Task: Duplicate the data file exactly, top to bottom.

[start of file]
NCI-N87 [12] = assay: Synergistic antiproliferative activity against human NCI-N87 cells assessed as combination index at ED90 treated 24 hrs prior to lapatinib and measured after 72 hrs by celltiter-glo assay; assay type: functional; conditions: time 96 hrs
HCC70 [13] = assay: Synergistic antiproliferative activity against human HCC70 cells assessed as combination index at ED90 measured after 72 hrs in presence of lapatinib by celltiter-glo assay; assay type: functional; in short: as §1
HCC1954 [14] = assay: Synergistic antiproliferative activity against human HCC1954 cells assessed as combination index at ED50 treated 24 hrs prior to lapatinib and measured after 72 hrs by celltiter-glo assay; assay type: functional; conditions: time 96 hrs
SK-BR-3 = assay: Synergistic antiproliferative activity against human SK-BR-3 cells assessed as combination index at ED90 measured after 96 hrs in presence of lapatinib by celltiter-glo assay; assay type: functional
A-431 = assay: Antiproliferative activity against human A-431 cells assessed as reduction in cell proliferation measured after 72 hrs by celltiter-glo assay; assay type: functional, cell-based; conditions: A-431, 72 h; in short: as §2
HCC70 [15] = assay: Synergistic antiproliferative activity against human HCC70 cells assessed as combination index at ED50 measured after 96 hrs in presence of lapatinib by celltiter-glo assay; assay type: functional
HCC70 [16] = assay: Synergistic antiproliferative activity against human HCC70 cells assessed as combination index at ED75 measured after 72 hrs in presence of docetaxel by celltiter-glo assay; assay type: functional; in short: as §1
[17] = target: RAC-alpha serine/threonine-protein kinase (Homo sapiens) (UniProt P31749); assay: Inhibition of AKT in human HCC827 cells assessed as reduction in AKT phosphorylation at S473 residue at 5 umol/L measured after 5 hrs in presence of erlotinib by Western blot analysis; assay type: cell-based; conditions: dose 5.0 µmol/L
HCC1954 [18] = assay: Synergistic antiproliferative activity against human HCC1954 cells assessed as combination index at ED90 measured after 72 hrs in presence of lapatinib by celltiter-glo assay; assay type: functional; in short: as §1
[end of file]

NCI-N87 [12] = assay: Synergistic antiproliferative activity against human NCI-N87 cells assessed as combination index at ED90 treated 24 hrs prior to lapatinib and measured after 72 hrs by celltiter-glo assay; assay type: functional; conditions: time 96 hrs
HCC70 [13] = assay: Synergistic antiproliferative activity against human HCC70 cells assessed as combination index at ED90 measured after 72 hrs in presence of lapatinib by celltiter-glo assay; assay type: functional; in short: as §1
HCC1954 [14] = assay: Synergistic antiproliferative activity against human HCC1954 cells assessed as combination index at ED50 treated 24 hrs prior to lapatinib and measured after 72 hrs by celltiter-glo assay; assay type: functional; conditions: time 96 hrs
SK-BR-3 = assay: Synergistic antiproliferative activity against human SK-BR-3 cells assessed as combination index at ED90 measured after 96 hrs in presence of lapatinib by celltiter-glo assay; assay type: functional
A-431 = assay: Antiproliferative activity against human A-431 cells assessed as reduction in cell proliferation measured after 72 hrs by celltiter-glo assay; assay type: functional, cell-based; conditions: A-431, 72 h; in short: as §2
HCC70 [15] = assay: Synergistic antiproliferative activity against human HCC70 cells assessed as combination index at ED50 measured after 96 hrs in presence of lapatinib by celltiter-glo assay; assay type: functional
HCC70 [16] = assay: Synergistic antiproliferative activity against human HCC70 cells assessed as combination index at ED75 measured after 72 hrs in presence of docetaxel by celltiter-glo assay; assay type: functional; in short: as §1
[17] = target: RAC-alpha serine/threonine-protein kinase (Homo sapiens) (UniProt P31749); assay: Inhibition of AKT in human HCC827 cells assessed as reduction in AKT phosphorylation at S473 residue at 5 umol/L measured after 5 hrs in presence of erlotinib by Western blot analysis; assay type: cell-based; conditions: dose 5.0 µmol/L
HCC1954 [18] = assay: Synergistic antiproliferative activity against human HCC1954 cells assessed as combination index at ED90 measured after 72 hrs in presence of lapatinib by celltiter-glo assay; assay type: functional; in short: as §1